Those who espouse to a pretribulation view of the rapture typically hold that the rapture will be “secret,” in the sense that no unbeliever will witness the event because it happens so quickly. The Scriptural justification for this view is said to be 1 Corinthians 15:51-52.
Behold! I tell you a mystery. We shall not all sleep, but we shall all be changed, 52 in a moment, in the twinkling of an eye, at the last trumpet. For the trumpet will sound, and the dead will be raised imperishable, and we shall be changed.
If this passage teaches a secret rapture of the church, it would be unique among the raptures recorded in Scripture. All other raptures were witnessed by those who remained on the Earth. Enoch was raptured to heaven (Gen5:24). While we are not told of any particular person who witnessed the event, it must have been witnessed by someone, otherwise people could not have known that God took him. Elijah’s rapture was witnessed by Elisha (2 Kings 2:1-12). Jesus’ rapture was witnessed by the apostles (Acts 1:9-11). The rapture of the Two Witnesses will be witnessed by their enemies (Rev 11:3-12). Why would all other raptures in the Bible be public, but the rapture of the church be secret? If we could develop any Biblical precedent for the speed of the church’s rapture, it would appear that it will be slow enough for others to witness it.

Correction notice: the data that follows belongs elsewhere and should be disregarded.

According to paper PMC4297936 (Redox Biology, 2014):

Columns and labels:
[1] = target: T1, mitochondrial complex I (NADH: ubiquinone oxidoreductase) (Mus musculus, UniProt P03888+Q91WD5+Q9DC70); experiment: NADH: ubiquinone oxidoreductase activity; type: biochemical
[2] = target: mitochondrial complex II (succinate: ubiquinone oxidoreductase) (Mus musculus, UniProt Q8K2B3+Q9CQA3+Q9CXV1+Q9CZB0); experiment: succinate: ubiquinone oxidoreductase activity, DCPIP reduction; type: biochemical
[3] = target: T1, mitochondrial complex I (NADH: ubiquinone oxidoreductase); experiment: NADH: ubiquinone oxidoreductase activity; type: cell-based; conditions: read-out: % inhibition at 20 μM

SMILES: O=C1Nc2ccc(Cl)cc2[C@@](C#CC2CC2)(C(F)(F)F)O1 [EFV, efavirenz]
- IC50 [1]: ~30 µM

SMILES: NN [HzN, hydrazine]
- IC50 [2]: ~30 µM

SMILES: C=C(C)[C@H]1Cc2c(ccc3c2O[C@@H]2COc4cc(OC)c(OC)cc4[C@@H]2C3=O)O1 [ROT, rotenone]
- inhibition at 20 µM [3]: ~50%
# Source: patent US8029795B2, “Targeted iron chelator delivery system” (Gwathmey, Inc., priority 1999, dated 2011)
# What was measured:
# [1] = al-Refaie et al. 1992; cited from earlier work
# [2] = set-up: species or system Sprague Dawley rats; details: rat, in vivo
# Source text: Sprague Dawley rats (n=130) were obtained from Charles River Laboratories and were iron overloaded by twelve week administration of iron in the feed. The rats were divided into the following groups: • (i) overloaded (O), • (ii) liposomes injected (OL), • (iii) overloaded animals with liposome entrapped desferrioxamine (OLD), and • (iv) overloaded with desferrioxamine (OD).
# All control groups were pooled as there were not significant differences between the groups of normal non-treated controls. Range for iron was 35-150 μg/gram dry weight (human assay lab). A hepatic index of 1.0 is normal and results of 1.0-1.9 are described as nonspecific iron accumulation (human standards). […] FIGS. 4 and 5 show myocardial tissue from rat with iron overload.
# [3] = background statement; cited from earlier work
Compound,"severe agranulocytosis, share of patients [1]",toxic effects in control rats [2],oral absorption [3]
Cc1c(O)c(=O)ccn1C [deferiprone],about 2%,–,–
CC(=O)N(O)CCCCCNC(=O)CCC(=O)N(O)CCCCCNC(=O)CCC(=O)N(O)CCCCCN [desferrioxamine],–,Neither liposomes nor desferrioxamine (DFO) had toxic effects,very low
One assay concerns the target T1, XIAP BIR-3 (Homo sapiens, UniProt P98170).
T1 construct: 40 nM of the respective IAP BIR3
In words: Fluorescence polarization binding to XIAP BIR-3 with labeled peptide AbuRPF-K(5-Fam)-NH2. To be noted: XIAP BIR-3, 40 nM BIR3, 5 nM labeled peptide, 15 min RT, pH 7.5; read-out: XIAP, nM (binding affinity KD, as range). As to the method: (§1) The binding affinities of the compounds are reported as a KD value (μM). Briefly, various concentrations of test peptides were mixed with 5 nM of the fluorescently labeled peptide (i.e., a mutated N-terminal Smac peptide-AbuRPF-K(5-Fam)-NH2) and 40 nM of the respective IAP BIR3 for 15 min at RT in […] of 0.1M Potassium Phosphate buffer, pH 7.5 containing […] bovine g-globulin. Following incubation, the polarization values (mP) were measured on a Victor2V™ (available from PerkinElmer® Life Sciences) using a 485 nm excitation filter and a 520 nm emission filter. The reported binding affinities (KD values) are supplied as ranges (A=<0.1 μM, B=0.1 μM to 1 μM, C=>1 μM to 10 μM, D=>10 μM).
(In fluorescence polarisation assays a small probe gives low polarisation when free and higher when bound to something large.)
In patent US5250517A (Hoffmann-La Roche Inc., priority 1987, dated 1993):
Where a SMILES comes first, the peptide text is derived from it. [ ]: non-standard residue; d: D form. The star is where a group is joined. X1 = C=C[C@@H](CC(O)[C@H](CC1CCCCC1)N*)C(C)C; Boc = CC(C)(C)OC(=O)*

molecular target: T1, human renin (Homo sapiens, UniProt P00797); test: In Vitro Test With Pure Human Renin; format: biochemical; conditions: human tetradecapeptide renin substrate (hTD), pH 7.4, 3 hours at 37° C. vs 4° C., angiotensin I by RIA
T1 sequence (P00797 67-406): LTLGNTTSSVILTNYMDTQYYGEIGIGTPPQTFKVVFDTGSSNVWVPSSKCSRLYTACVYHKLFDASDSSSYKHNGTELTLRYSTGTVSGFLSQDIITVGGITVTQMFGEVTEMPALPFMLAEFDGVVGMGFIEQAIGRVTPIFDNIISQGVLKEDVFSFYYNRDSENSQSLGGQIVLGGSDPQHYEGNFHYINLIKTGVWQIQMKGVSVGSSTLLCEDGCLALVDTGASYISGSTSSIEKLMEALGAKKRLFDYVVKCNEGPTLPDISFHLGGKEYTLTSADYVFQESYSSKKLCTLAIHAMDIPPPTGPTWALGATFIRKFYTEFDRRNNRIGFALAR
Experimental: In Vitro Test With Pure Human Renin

While an initial reading of 1 Corinthians 15:51-52 could be construed as supporting a lightning fast secret rapture, an examination of the broader context renders this interpretation untenable. The subject of 1 Corinthians 15 is the resurrection of the dead. In verses 12-34 Paul made his case for the bodily resurrection of the dead. In verses 35-57 Paul responds to two questions that the Corinthians were asking (or that Paul anticipated them asking):
- How are the dead raised? (vs. 35)
- With what kind of body do they come? (vs. 35)
Paul does not respond to each question individually in order, but both together. Let’s start with the second question first: What will the resurrection body be like? Paul argues that it will be the same body we had before death, but transformed from mortality to immortality, from perishable to imperishable, from weakness to power, from a natural body to a spiritually-oriented body, and from dishonor to glory (vss. 42-44,53-54). Paul offers a couple of analogies to make his point clear. His first analogy is from the realm of agriculture. Just like the seed you plant in the ground looks different before it dies than it does after it dies and produces grain, likewise our resurrected body will be numerically identical to our pre-resurrected body, but different and more glorious.